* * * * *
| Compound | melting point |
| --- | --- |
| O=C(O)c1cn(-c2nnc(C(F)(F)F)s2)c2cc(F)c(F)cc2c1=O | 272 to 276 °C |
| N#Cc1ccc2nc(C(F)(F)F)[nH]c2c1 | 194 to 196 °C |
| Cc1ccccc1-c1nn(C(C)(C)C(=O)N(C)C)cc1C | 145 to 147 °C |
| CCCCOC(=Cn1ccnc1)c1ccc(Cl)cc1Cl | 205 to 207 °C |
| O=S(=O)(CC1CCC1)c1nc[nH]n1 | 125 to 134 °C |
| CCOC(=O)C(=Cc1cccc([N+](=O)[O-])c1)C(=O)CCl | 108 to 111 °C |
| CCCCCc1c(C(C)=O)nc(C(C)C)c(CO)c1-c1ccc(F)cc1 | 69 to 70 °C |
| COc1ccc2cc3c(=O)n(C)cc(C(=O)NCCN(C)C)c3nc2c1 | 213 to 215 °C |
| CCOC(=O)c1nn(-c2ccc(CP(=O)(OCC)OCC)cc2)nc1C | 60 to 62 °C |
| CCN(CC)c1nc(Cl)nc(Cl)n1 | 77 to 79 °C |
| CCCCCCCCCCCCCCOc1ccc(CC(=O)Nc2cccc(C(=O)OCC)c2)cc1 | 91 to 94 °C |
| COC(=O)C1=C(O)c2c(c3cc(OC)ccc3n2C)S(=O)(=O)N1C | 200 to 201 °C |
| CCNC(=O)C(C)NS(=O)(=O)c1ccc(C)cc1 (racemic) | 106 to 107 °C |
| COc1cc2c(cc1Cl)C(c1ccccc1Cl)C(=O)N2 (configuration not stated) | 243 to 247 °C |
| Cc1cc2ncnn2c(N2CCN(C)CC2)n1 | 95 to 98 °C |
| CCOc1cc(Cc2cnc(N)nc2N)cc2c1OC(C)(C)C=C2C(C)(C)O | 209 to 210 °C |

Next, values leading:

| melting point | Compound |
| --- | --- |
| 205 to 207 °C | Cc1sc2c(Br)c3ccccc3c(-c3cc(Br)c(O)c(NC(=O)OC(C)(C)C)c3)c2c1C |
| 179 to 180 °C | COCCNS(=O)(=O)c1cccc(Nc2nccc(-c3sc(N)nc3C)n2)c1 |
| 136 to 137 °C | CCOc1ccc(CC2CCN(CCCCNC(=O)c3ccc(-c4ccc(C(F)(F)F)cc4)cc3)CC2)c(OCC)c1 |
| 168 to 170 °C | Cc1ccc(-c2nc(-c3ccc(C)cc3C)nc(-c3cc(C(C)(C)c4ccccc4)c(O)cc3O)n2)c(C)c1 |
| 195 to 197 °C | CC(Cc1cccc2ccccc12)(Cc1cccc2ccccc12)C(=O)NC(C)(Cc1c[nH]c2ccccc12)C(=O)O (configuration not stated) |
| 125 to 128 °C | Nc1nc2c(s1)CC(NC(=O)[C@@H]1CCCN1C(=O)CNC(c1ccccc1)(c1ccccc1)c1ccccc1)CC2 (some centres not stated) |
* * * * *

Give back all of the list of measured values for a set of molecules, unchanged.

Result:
| Compound | melting point |
| --- | --- |
| O=C(O)c1cn(-c2nnc(C(F)(F)F)s2)c2cc(F)c(F)cc2c1=O | 272 to 276 °C |
| N#Cc1ccc2nc(C(F)(F)F)[nH]c2c1 | 194 to 196 °C |
| Cc1ccccc1-c1nn(C(C)(C)C(=O)N(C)C)cc1C | 145 to 147 °C |
| CCCCOC(=Cn1ccnc1)c1ccc(Cl)cc1Cl | 205 to 207 °C |
| O=S(=O)(CC1CCC1)c1nc[nH]n1 | 125 to 134 °C |
| CCOC(=O)C(=Cc1cccc([N+](=O)[O-])c1)C(=O)CCl | 108 to 111 °C |
| CCCCCc1c(C(C)=O)nc(C(C)C)c(CO)c1-c1ccc(F)cc1 | 69 to 70 °C |
| COc1ccc2cc3c(=O)n(C)cc(C(=O)NCCN(C)C)c3nc2c1 | 213 to 215 °C |
| CCOC(=O)c1nn(-c2ccc(CP(=O)(OCC)OCC)cc2)nc1C | 60 to 62 °C |
| CCN(CC)c1nc(Cl)nc(Cl)n1 | 77 to 79 °C |
| CCCCCCCCCCCCCCOc1ccc(CC(=O)Nc2cccc(C(=O)OCC)c2)cc1 | 91 to 94 °C |
| COC(=O)C1=C(O)c2c(c3cc(OC)ccc3n2C)S(=O)(=O)N1C | 200 to 201 °C |
| CCNC(=O)C(C)NS(=O)(=O)c1ccc(C)cc1 (racemic) | 106 to 107 °C |
| COc1cc2c(cc1Cl)C(c1ccccc1Cl)C(=O)N2 (configuration not stated) | 243 to 247 °C |
| Cc1cc2ncnn2c(N2CCN(C)CC2)n1 | 95 to 98 °C |
| CCOc1cc(Cc2cnc(N)nc2N)cc2c1OC(C)(C)C=C2C(C)(C)O | 209 to 210 °C |

Next, values leading:

| melting point | Compound |
| --- | --- |
| 205 to 207 °C | Cc1sc2c(Br)c3ccccc3c(-c3cc(Br)c(O)c(NC(=O)OC(C)(C)C)c3)c2c1C |
| 179 to 180 °C | COCCNS(=O)(=O)c1cccc(Nc2nccc(-c3sc(N)nc3C)n2)c1 |
| 136 to 137 °C | CCOc1ccc(CC2CCN(CCCCNC(=O)c3ccc(-c4ccc(C(F)(F)F)cc4)cc3)CC2)c(OCC)c1 |
| 168 to 170 °C | Cc1ccc(-c2nc(-c3ccc(C)cc3C)nc(-c3cc(C(C)(C)c4ccccc4)c(O)cc3O)n2)c(C)c1 |
| 195 to 197 °C | CC(Cc1cccc2ccccc12)(Cc1cccc2ccccc12)C(=O)NC(C)(Cc1c[nH]c2ccccc12)C(=O)O (configuration not stated) |
| 125 to 128 °C | Nc1nc2c(s1)CC(NC(=O)[C@@H]1CCCN1C(=O)CNC(c1ccccc1)(c1ccccc1)c1ccccc1)CC2 (some centres not stated) |